Saturday, November 12, 2011


                The material I found in MERLOT is a pdf document titled, The challenge of teaching information technology, authored and contributed by Steve Mallard. The article points out some challenges facing teaching technology and outlines some key areas of knowledge required in today’s technical support field.
                The document seems to meet its intended goal. It is a short and accurate description of key areas of knowledge required by IT personal, and suggestions on classroom curriculum needs. This is not a media rich presentation, but I believe that the article does function as an effective learning tool. This article serves as a brief and general explanation of the areas focused on by IT personal. A learner will gain a general understanding of key terms such as Mobile Computing, Desktop Support, Server Support, Networking and Wireless Technologies, Security and Cloud Computing.  This information is useful to individuals teaching the general material and coveys these are broadening areas of knowledge. The material can be used as a reference in junction with other research or lecture. It could be added as additional reading or included with a news letter or departmental email. Its compact design suits well to busy multitasking learners and educators.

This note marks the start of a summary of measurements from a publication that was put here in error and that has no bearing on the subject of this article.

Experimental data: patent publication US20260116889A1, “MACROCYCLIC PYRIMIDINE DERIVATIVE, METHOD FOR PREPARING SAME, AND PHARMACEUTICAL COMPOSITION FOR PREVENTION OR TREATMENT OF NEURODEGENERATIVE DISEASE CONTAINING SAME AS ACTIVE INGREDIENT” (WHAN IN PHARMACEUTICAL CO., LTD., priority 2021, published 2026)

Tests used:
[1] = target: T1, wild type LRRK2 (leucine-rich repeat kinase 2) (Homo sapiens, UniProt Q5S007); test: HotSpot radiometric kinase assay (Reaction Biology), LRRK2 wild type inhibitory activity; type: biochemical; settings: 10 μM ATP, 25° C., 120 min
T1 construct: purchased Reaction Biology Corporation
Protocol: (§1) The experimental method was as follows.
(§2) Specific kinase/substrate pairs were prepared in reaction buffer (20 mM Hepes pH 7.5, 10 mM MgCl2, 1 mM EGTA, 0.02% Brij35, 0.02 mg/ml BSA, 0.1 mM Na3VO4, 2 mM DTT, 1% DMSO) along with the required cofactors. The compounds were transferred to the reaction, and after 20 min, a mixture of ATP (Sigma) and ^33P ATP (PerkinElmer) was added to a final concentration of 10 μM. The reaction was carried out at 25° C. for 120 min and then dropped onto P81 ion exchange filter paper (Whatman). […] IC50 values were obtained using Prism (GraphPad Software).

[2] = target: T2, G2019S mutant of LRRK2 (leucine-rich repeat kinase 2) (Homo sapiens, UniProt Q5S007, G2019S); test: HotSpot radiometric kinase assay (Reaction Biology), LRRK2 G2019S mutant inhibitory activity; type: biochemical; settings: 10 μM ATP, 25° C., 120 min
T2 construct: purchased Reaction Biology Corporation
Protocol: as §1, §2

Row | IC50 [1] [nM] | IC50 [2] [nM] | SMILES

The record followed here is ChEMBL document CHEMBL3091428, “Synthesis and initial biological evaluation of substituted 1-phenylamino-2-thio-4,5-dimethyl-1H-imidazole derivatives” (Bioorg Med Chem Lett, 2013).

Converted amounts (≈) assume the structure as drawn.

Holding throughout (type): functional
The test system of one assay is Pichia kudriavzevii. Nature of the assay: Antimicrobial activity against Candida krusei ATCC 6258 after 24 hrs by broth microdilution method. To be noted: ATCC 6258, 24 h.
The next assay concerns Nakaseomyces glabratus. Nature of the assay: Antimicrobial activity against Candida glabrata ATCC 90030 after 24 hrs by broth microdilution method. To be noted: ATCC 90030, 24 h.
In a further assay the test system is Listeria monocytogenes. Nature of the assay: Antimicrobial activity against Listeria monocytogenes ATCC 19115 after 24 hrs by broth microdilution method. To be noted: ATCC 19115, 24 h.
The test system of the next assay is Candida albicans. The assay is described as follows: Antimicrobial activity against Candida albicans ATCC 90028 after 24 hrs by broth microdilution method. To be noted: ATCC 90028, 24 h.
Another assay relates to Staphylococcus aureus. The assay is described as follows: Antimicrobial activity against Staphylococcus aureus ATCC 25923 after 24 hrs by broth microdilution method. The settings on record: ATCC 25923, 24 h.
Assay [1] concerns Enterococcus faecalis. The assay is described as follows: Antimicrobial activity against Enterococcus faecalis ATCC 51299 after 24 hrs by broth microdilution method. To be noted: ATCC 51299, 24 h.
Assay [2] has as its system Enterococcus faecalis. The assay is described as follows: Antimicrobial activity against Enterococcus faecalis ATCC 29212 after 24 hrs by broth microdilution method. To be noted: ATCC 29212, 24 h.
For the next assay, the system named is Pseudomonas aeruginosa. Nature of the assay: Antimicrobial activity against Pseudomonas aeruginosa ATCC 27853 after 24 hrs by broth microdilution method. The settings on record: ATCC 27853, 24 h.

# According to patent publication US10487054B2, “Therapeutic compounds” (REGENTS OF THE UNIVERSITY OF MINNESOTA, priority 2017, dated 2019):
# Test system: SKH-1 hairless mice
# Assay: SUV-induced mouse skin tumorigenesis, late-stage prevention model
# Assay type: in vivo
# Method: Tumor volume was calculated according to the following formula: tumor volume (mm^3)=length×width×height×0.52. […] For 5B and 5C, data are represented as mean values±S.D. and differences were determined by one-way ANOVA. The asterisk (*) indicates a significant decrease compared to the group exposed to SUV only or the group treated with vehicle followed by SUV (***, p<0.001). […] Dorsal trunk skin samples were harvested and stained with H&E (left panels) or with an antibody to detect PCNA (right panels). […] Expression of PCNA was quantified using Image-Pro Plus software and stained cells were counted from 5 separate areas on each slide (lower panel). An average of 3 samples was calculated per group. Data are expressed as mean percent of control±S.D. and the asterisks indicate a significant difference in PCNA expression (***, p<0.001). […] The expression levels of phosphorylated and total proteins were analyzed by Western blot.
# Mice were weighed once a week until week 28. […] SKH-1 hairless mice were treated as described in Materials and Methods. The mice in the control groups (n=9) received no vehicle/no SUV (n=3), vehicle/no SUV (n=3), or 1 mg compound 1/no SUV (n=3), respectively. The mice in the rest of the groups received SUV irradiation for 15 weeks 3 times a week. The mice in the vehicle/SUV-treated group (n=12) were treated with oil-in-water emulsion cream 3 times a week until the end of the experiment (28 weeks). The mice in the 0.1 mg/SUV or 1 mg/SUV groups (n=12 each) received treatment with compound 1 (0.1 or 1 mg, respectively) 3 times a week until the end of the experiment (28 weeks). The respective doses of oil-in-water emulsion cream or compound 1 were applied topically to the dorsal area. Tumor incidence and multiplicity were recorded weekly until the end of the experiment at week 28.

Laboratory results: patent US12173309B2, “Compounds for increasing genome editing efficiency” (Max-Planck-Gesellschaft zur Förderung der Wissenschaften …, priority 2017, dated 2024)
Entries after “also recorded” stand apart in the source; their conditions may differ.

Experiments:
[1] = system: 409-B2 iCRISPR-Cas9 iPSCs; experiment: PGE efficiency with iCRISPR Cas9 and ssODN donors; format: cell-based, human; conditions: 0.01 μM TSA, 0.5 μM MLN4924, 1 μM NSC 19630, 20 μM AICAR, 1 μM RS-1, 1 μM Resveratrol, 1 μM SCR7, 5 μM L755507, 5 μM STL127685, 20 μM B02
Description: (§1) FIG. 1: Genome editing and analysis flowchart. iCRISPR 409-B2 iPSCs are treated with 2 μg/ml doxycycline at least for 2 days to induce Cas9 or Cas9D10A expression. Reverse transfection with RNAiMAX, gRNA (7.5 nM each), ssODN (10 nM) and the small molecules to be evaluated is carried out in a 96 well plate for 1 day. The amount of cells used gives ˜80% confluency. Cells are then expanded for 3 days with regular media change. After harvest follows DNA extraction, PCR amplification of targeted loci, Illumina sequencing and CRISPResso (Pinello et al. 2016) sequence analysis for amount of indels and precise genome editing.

The simplicity of article makes the information easily accessible and easy to refer back to. The choice in media allows this to be view on most devices, including smart-phones, iPads/Pods and computers regardless of operating systems. It could be emailed, downloaded, hyper-linked, printed and easily converted to real life knowledge (remembered). The language is technical to a degree, but unambiguous and the terms should be familiar to the intended audience  

1 comment:

  1. How would you best utilize this in your current position? Would you have others read it and discuss? Since it is not "interactive" could it be a catalyst to create a collaborative environment?

    Looks like a good resource. Would you use it in your context?